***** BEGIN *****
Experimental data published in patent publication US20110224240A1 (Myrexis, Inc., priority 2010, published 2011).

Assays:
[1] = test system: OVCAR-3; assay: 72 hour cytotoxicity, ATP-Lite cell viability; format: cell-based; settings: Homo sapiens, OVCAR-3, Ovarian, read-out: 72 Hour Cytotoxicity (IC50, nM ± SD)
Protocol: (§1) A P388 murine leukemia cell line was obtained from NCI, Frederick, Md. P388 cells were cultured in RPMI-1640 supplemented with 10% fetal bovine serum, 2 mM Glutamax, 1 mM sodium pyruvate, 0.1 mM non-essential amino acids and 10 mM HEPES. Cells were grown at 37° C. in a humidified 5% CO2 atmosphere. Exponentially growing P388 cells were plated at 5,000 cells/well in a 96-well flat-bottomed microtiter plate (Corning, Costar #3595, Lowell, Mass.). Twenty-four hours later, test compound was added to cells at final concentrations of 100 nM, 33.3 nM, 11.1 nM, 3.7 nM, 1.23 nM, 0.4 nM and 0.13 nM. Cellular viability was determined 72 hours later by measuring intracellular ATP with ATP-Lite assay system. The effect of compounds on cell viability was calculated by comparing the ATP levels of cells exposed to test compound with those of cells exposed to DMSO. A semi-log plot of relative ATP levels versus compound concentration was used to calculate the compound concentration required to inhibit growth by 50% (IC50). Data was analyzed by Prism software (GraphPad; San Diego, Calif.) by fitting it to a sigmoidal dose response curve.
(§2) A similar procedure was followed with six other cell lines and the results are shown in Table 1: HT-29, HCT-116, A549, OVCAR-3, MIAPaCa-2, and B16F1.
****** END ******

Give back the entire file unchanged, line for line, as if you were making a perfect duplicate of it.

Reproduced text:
Experimental data published in patent publication US20110224240A1 (Myrexis, Inc., priority 2010, published 2011).

Assays:
[1] = test system: OVCAR-3; assay: 72 hour cytotoxicity, ATP-Lite cell viability; format: cell-based; settings: Homo sapiens, OVCAR-3, Ovarian, read-out: 72 Hour Cytotoxicity (IC50, nM ± SD)
Protocol: (§1) A P388 murine leukemia cell line was obtained from NCI, Frederick, Md. P388 cells were cultured in RPMI-1640 supplemented with 10% fetal bovine serum, 2 mM Glutamax, 1 mM sodium pyruvate, 0.1 mM non-essential amino acids and 10 mM HEPES. Cells were grown at 37° C. in a humidified 5% CO2 atmosphere. Exponentially growing P388 cells were plated at 5,000 cells/well in a 96-well flat-bottomed microtiter plate (Corning, Costar #3595, Lowell, Mass.). Twenty-four hours later, test compound was added to cells at final concentrations of 100 nM, 33.3 nM, 11.1 nM, 3.7 nM, 1.23 nM, 0.4 nM and 0.13 nM. Cellular viability was determined 72 hours later by measuring intracellular ATP with ATP-Lite assay system. The effect of compounds on cell viability was calculated by comparing the ATP levels of cells exposed to test compound with those of cells exposed to DMSO. A semi-log plot of relative ATP levels versus compound concentration was used to calculate the compound concentration required to inhibit growth by 50% (IC50). Data was analyzed by Prism software (GraphPad; San Diego, Calif.) by fitting it to a sigmoidal dose response curve.
(§2) A similar procedure was followed with six other cell lines and the results are shown in Table 1: HT-29, HCT-116, A549, OVCAR-3, MIAPaCa-2, and B16F1.